IN A SENSE, AFRICA'S VIKINGS
legacy on mainland of Africa
"Phantom Voyagers: Evidence of Indonesian Settlement in
Africa in Ancient Times"
By Robert Dick-Read.
be published by Thurlton Publishing in January 2005.]
Book: "The Phantom Voyagers" is about Indonesian
mariners who came to Africa and Madagascar long before Europeans knew
anything of Africa beyond the Sahara, and long before Arabs and
Shirazis sailed down the African coast in their dhows to found exotic
cities such as Kilwa, Lamu and Zanzibar.
know that many years ago Indonesian mariners peopled the island of
we do not know with certainty who these Indonesians were, where they
came from, or even why they came.
this book makes clear is that, though they left no written records,
the Indonesian legacy on the mainland of Africa is far greater than
beneath the surface of the Africa we know today, the footprints and
fingerprints of those phantom voyagers are legion.
is "The Phantom Voyagers" important ?
the History of Britain had been written without any mention of the
Vikings we would have a grossly distorted picture of the truth.
aspects of the Britain's ancient culture introduced by Scandinavians
would have been incorrectly attributed to 'British genius'.
Indonesian voyagers were, in a sense, Africa's Vikings.
brought with them important new plants, music, arts, technologies,
diseases, methods of divination, and other lasting facets of culture
that subsequently became absorbed into the African way of life.
would be fair to say that without the input of Indonesians in ancient
times, sub-Saharan Africa would be a very different place today.
is doubtful, for instance, whether we would have such marvellous
African icons as The
Great Zimbabwe, or the famous bronzes of Benin, or whether Zanzibar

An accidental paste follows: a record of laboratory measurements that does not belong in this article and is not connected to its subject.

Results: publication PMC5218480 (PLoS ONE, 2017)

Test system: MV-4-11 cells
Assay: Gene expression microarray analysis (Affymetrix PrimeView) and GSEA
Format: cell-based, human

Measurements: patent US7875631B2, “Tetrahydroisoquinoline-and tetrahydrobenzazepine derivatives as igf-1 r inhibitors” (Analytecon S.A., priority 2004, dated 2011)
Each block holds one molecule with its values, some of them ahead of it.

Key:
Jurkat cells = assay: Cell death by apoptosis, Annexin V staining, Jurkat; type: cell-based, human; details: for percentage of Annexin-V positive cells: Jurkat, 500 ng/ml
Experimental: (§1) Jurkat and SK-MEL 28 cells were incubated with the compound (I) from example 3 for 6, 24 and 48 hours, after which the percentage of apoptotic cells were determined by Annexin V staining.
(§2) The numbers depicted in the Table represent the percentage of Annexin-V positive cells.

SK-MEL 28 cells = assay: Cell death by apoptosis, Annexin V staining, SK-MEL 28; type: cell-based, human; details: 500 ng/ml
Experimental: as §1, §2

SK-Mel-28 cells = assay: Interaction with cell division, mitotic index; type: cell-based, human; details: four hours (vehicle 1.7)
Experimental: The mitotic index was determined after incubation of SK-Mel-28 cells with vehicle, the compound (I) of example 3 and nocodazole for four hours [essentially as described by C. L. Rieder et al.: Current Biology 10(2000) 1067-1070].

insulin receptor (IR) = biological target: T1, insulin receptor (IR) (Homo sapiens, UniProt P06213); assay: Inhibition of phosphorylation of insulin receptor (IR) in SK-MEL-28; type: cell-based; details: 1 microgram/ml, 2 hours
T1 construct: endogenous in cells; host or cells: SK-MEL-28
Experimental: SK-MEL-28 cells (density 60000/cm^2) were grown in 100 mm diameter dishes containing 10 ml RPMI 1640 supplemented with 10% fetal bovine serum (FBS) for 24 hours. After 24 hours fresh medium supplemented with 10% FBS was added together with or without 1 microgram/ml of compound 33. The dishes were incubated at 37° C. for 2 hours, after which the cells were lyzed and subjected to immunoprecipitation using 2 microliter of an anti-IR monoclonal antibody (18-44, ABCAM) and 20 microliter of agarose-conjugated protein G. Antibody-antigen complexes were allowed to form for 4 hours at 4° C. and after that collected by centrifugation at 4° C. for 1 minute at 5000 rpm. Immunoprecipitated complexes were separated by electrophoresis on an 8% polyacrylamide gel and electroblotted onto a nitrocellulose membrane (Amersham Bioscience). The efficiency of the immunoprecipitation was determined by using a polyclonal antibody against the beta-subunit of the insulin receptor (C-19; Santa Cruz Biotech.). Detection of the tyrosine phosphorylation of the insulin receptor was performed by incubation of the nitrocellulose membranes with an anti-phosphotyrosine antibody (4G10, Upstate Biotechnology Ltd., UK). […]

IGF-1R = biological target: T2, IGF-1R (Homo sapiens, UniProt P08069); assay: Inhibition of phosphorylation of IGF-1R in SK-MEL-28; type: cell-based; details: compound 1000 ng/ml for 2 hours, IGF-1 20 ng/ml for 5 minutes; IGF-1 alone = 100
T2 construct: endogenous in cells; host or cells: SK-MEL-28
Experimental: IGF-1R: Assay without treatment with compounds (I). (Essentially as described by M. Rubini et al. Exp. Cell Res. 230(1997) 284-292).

and Tanzania would have been so named.
do the 'experts' say ?
reasons best known to themselves (because detailed proof is illusive
?) the influence of Indonesians in Africa is a subject that academics
have studiously avoided, and thus tend to greet with scepticism.
views expressed in "The Phantom Voyagers" will therefore fly
in the face of established African history teaching.
early drafts of the manuscript of "The Phantom Voyagers"
have met with the approval of two authoritative historians: Dr Roland
Oliver, Emeritus Professor of African History, School of Oriental and
African Studies, and founder
of 'The Journal of African History', wrote:
is just to say that I have spent three very interesting days reading
your book ...
can see that in Part One you have to range pretty widely over the
South-East Asian seascape in order to establish the most likely
origins of your Phantom Voyagers, and I found this section of the book
quite enthralling ...
all good wishes for the eventual success of your work, which I am
convinced could reach and interest a wide public".
Mervyn Brown, ex-British Ambassador to Madagascar, and High
Commissioner to Nigeria, author
of "Madagascar Rediscovered", and "A History of
I found it a fascinating read and a most impressive work of
scholarship, based on a wide range of sources and a lifetime of travel
and study of the art and culture of many African and other countries.
learned a great deal, especially about the Indonesian links with
the Author: In 1959, while studying for a diploma in
anthropology in England, Robert Dick-Read participated in a major
seminar on "Indonesia and Africa" organised by Profs. Roland
Oliver and John Fage at London's School of Oriental and African
were inconclusive, but - convinced that Indonesian penetration of
Africa had once been far greater than was generally realised - the
author continued his researches privately.
Dick-Read's interest in African culture dates back to his first visit
to South Africa, where Zulu design and Chopi music left strong
he became more deeply involved in the world of African arts and
crafts, at first commercially, then later setting up a museum for the
Nigerian government in Bamenda (now in the Republic of Cameroon), and
making educational films in the Sudan and Egypt.
1964 he published a travel book - "Sanamu: Adventures in Search
of African Art" (Rupert Hart Davis in London: Duttons in the
USA), relating his travels through many parts of Africa.
also made two television films in Ethiopia for David Attenborough's
"Adventure" series in the early 1960's.
1963 he married and decamped to the British Virgin Islands where he
and his family lived for 25 years before returning to England early in
"The Phantom Voyagers: Evidence of Indonesian Settlement in
Africa in Ancient Times." By: Robert Dick-Read ISBN:
Publishing. 5 St James Villas. Winchester. SO23 9SN.